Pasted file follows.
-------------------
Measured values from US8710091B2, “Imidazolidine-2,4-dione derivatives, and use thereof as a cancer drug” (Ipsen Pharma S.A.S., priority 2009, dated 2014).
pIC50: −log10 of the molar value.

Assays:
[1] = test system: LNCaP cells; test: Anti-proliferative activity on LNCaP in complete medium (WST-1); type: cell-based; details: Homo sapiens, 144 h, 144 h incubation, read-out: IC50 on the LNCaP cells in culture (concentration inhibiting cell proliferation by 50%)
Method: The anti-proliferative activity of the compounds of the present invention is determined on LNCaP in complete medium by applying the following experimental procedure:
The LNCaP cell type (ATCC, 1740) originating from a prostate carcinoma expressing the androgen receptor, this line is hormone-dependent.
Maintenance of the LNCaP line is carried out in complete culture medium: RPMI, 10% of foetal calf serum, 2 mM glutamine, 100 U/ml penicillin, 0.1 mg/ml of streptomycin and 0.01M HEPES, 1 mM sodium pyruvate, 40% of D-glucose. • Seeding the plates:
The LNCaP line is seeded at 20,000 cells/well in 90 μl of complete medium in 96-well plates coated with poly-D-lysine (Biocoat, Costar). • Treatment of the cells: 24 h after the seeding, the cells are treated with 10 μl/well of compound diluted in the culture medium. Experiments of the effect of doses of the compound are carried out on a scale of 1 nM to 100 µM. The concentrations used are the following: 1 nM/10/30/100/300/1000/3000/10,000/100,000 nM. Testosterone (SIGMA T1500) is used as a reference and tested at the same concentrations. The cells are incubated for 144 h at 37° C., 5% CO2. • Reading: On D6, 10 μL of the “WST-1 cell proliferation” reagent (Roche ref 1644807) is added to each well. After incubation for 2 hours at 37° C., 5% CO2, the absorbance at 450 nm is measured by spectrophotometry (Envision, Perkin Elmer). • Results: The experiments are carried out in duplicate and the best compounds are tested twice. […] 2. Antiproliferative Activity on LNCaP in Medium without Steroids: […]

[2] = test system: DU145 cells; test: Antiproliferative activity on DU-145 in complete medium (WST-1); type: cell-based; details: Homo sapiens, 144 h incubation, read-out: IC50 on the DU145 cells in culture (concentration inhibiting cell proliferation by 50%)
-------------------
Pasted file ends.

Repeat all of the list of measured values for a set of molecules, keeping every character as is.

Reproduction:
Measured values from US8710091B2, “Imidazolidine-2,4-dione derivatives, and use thereof as a cancer drug” (Ipsen Pharma S.A.S., priority 2009, dated 2014).
pIC50: −log10 of the molar value.

Assays:
[1] = test system: LNCaP cells; test: Anti-proliferative activity on LNCaP in complete medium (WST-1); type: cell-based; details: Homo sapiens, 144 h, 144 h incubation, read-out: IC50 on the LNCaP cells in culture (concentration inhibiting cell proliferation by 50%)
Method: The anti-proliferative activity of the compounds of the present invention is determined on LNCaP in complete medium by applying the following experimental procedure:
The LNCaP cell type (ATCC, 1740) originating from a prostate carcinoma expressing the androgen receptor, this line is hormone-dependent.
Maintenance of the LNCaP line is carried out in complete culture medium: RPMI, 10% of foetal calf serum, 2 mM glutamine, 100 U/ml penicillin, 0.1 mg/ml of streptomycin and 0.01M HEPES, 1 mM sodium pyruvate, 40% of D-glucose. • Seeding the plates:
The LNCaP line is seeded at 20,000 cells/well in 90 μl of complete medium in 96-well plates coated with poly-D-lysine (Biocoat, Costar). • Treatment of the cells: 24 h after the seeding, the cells are treated with 10 μl/well of compound diluted in the culture medium. Experiments of the effect of doses of the compound are carried out on a scale of 1 nM to 100 µM. The concentrations used are the following: 1 nM/10/30/100/300/1000/3000/10,000/100,000 nM. Testosterone (SIGMA T1500) is used as a reference and tested at the same concentrations. The cells are incubated for 144 h at 37° C., 5% CO2. • Reading: On D6, 10 μL of the “WST-1 cell proliferation” reagent (Roche ref 1644807) is added to each well. After incubation for 2 hours at 37° C., 5% CO2, the absorbance at 450 nm is measured by spectrophotometry (Envision, Perkin Elmer). • Results: The experiments are carried out in duplicate and the best compounds are tested twice. […] 2. Antiproliferative Activity on LNCaP in Medium without Steroids: […]

[2] = test system: DU145 cells; test: Antiproliferative activity on DU-145 in complete medium (WST-1); type: cell-based; details: Homo sapiens, 144 h incubation, read-out: IC50 on the DU145 cells in culture (concentration inhibiting cell proliferation by 50%)